PMID: 386061Jun 30, 1979Paper

Efficacy of atenolol and oxprenolol in the treatment of arterial hypertension. A comparison

The Medical Journal of Australia
A S TurnerJ E Brocklehurst


Twenty-seven patients with mild to moderate arterial hypertension were treated "double-blind" with either atenolol of oxprenolol. Placebo was given for four weeks before the beta-blocking drugs were administered. Atenolol was given in doses of either 50 mg twice a day, 100 mg twice a day or 100 mg once a day for periods of four weeks. Oxprenolol was given in doses of either 80 mg or 160 mg twice a day for the same duration. Patients were assessed at the end of each four-week period. The mean blood pressure and pulse rate did not vary significantly for the two different dose regimens at which each drug was administered. There was no statistical difference between the reduction of systolic blood pressure produced by the two drugs, but there was a significant difference in the reduction in diastolic blood pressure in favour of atenolol (P less than 0.05 supine; P less than 0.01 erect). A single, 100-mg daily dose of atenolol was just as effective as 50 mg or 100 mg twice a day. Similarly, an 80 mg twice a day dose of oxprenolol was just as effective as that of 160 mg twice a day. Side effects for each drug were not statistically different from those recorded with placebo.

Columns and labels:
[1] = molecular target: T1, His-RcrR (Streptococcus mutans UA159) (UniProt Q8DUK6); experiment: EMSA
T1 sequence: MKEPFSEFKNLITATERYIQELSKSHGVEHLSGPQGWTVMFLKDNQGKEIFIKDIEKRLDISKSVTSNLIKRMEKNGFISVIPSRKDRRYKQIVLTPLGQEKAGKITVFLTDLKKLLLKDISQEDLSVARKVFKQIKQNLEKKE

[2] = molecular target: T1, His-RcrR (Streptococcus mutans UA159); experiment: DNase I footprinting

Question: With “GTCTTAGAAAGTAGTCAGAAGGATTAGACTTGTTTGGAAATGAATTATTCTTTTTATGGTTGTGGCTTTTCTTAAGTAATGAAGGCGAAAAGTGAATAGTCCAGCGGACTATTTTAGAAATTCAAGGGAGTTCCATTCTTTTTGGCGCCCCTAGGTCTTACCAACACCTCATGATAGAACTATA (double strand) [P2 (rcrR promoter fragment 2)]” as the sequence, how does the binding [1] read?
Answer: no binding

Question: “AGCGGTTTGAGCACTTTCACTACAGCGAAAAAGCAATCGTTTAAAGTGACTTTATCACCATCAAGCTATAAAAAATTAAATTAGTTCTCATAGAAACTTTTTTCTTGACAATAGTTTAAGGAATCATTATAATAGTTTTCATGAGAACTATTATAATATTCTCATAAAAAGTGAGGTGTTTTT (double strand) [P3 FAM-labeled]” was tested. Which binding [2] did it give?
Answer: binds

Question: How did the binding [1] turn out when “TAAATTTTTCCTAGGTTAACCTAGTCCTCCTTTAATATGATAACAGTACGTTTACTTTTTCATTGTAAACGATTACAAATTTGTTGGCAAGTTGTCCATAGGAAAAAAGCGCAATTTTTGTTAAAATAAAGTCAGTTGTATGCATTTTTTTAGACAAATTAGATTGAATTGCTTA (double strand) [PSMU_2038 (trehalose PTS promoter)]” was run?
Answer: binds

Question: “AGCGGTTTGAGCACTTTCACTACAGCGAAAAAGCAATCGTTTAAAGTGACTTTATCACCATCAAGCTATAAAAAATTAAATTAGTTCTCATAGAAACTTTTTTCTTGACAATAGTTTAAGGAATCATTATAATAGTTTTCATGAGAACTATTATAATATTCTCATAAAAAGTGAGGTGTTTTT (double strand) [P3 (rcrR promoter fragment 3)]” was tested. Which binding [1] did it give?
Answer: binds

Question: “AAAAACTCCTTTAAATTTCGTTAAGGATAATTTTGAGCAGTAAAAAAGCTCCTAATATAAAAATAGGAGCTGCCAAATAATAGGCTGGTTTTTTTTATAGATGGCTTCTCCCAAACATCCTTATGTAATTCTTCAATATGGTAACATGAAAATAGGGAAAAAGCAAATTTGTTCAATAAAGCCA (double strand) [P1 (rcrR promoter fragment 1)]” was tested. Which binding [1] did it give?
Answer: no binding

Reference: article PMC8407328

Related Concepts

Clinical Trials
Dose-Response Relationship, Drug
Double-Blind Method
Hypertensive Disease

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